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Copyright (c) 2022 Agostino Di Scipio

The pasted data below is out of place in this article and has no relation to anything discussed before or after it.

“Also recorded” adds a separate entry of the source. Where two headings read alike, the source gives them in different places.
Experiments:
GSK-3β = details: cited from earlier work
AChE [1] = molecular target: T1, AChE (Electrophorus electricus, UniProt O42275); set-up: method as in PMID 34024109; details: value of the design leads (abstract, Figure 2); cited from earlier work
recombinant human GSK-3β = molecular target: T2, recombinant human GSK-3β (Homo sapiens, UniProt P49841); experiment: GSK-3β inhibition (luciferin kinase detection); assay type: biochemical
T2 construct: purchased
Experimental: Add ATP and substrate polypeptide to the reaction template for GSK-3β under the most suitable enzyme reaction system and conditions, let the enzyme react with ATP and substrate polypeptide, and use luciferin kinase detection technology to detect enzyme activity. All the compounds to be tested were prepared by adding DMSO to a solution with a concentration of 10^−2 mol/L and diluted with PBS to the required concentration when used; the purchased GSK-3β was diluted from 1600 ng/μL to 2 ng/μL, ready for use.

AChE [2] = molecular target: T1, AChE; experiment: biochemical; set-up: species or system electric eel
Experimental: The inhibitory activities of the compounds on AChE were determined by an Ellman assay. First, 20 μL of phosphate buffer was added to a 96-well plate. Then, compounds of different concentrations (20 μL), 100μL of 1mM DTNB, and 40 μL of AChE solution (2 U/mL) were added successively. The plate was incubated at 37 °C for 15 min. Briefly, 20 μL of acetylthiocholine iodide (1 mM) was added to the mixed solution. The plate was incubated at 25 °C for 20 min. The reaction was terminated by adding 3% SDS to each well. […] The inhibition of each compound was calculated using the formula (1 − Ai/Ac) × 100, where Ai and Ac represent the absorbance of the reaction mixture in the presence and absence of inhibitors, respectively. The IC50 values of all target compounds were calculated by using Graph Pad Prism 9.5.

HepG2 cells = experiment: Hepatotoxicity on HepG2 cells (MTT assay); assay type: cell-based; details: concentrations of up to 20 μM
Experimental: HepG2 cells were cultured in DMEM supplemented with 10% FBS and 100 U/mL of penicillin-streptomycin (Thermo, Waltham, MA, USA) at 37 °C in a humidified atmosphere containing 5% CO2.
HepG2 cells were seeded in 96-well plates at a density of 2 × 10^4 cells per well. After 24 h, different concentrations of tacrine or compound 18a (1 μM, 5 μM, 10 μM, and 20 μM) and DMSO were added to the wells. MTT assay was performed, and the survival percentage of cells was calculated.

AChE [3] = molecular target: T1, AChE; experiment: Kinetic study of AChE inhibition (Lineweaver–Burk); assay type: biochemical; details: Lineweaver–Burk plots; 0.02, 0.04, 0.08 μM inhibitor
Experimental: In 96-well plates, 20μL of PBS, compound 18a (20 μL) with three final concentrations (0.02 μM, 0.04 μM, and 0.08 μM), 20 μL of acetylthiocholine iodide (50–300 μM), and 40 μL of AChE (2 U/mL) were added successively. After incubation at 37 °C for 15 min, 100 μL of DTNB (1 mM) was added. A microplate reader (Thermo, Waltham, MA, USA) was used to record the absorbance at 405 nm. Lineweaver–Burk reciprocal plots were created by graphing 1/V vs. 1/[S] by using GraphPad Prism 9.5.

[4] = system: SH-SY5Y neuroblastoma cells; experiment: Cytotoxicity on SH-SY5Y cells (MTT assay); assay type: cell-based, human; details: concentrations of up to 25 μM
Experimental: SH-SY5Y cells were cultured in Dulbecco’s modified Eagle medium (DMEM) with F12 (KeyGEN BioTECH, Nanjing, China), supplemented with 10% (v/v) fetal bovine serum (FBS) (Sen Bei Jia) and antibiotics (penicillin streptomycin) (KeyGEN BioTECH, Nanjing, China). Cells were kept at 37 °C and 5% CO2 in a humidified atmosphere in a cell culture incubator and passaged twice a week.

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Unlike many composers of his generation, Iannis Xenakis personally devised and implemented the sound synthesis techniques used in some of his creative efforts. Eight of his works feature – in part or exclusively – sounds obtained with analogue or digital synthesis techniques, in a time span that goes from Analogique B (1959) to S.709 (1994). All of his electroacoustic music after La Légend d’Eer (1977) has sounds synthesized with computer technology. The sound synthesis procedures he devised, reflect peculiar operational and technological conditions, and indeed represent tokens of musical and sonological knowledge characteristic of a truly unique practice. In this paper we provide a survey of Xenakis’s efforts with sound synthesis, delineating their historical path through the experimenting of different technical contexts of material production and the corresponding theoretical and musical implications. Xenakis’ approach on sound synthesis is viewed as a domain of design of direct compositional relevance. Across subsequent steps in his carrier, Xenakis’s notion of ‘synthesis’ appears as a process or device generative of sound and music at once, in a single compact constructive gesture or strategy making it difficult to tell matter from form. Gradually, the musical work’s identity seemed to incorporate not just a specific linguistic-formal configuration, but the set of conditions of possibility elaborated by the composer – that is, eventually, the computer programming code (Gendy3, 1992). Iannis Xenakis’ commitment to crafting sound generation techniques – before using them to also craft music – witnesses at an attitude in which the appropriation of the material means of creative labour is an irreducible precondition for freedom of expression and musical aesthetics.